California tinkering at edges of tax reform hardly enough 

When Jerry Brown served his first stint as California governor three decades ago, the state’s biggest generator of revenue was, by far, the sales tax.

At the time, taxable retail sales — cars, clothes, appliances and the like — were well over 50 percent of Californians’ personal income. Soon after, however, spending habits changed. We began spending relatively less on taxable goods and relatively more on untaxed services and investments, including our homes.

Why? Demography — particularly the aging of baby boomers — plays a role, but there are other factors involved, such as the surging service sector. Whatever the underlying reasons, it’s a fact of economic life.

Today, taxable sales are barely 30 percent of our personal incomes and that means, despite several boosts in sales tax rates over the years, it generates only about a third of the state’s revenue.

Meanwhile, the personal income tax, once a relatively minor source of general fund dollars, has soared to more than 50 percent of revenue.

This change contributed heavily to the state’s chronic budget woes because income taxes are much more volatile than sales taxes.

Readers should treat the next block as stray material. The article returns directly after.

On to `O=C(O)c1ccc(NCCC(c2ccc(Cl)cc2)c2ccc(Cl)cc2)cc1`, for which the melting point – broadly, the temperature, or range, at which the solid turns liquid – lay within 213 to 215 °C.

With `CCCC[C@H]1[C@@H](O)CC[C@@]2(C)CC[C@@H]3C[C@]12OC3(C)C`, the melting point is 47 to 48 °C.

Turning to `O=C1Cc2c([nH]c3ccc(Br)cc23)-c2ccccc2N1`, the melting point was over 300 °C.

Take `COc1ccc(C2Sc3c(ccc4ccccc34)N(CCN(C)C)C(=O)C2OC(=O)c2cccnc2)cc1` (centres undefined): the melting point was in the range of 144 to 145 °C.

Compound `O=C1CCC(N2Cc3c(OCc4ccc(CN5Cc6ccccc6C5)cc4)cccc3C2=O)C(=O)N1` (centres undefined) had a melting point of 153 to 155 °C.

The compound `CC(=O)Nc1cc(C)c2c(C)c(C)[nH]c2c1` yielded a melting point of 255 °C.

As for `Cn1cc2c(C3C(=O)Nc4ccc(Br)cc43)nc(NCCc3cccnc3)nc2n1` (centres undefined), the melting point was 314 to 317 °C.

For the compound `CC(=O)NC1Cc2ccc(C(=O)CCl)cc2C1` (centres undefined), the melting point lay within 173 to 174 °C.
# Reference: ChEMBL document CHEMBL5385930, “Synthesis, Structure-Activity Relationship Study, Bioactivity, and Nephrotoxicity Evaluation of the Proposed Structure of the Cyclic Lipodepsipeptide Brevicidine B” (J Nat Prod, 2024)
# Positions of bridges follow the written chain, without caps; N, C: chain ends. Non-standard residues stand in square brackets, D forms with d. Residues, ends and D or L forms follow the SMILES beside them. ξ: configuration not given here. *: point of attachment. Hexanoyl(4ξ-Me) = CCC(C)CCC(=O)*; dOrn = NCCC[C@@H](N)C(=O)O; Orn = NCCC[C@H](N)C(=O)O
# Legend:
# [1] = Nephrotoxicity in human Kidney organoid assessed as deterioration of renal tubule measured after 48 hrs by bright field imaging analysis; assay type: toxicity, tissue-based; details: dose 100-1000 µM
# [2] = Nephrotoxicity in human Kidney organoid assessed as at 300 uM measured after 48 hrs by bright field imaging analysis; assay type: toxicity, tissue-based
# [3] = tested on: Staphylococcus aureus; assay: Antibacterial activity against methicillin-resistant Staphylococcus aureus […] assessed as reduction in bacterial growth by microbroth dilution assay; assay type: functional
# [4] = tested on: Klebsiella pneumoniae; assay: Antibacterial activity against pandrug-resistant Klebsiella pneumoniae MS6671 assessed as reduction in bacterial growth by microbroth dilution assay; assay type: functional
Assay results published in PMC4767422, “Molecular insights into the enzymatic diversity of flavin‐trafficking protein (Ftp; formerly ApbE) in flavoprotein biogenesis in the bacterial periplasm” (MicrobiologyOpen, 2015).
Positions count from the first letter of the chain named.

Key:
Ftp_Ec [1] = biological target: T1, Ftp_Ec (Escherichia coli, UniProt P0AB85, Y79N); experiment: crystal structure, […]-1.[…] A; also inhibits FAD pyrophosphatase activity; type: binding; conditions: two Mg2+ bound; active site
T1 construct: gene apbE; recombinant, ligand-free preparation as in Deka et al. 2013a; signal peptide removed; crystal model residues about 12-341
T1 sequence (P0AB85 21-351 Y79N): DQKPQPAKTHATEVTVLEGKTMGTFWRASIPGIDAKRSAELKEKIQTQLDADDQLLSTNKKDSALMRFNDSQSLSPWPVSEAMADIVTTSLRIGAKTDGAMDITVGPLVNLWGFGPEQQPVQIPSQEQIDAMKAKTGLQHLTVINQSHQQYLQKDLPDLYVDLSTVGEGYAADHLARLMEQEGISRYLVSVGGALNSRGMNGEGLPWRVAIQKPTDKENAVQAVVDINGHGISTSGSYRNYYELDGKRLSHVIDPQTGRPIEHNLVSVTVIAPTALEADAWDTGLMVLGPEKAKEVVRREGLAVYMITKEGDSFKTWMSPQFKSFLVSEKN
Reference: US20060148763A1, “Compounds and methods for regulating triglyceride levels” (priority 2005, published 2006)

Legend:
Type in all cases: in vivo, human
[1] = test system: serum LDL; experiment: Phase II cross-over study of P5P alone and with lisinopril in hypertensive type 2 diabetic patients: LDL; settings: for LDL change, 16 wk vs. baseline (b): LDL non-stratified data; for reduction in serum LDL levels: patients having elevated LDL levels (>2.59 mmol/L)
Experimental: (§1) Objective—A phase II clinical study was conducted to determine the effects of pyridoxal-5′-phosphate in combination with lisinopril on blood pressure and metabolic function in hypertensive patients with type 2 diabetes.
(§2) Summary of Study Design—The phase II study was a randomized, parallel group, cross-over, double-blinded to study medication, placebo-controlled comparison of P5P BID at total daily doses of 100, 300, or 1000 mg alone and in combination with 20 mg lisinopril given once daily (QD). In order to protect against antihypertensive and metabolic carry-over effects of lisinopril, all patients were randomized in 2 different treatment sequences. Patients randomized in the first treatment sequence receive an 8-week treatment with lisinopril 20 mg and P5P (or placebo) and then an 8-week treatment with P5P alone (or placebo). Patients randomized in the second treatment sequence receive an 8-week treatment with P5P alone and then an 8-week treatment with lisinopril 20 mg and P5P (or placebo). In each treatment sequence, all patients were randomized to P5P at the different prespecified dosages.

When the economy boomed and income taxes — especially from high-income taxpayers — were pouring into the state’s coffers, politicians tended to spend them all on permanent new programs and tax cuts. They pleased special-interest pleaders but then faced deficits when the economy cooled and revenue dipped.

One obvious remedy would be to overhaul the tax system to produce more stability and predictability in revenue.

A commission appointed by former Gov. Arnold Schwarzenegger and legislative leaders to recommend tax reforms urged that the taxable bases of both sales and income taxes be broadened and their tax rates lowered.

However, the commission was sharply divided, and its report was tossed in the trash can as soon as it was issued.

Meanwhile, politicians fiddle at the edges of the tax system. Assemblywoman Nancy Skinner, D-Berkeley, for instance, has reintroduced legislation to tax Internet sales, seeking a way around the federal rule that Internet sellers without a physical presence in a state cannot be compelled to collect sales taxes.

However, it may be unconstitutional, and even if implemented would generate only a relatively tiny amount of money. If California is to truly tame its budget beast, its politicians and voters must bite the bullet and realign its tax system with the 21st-century economy.

Dan Walters’ Sacramento Bee columns on state politics are syndicated by the Scripps Howard News Service.

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Dan Walters

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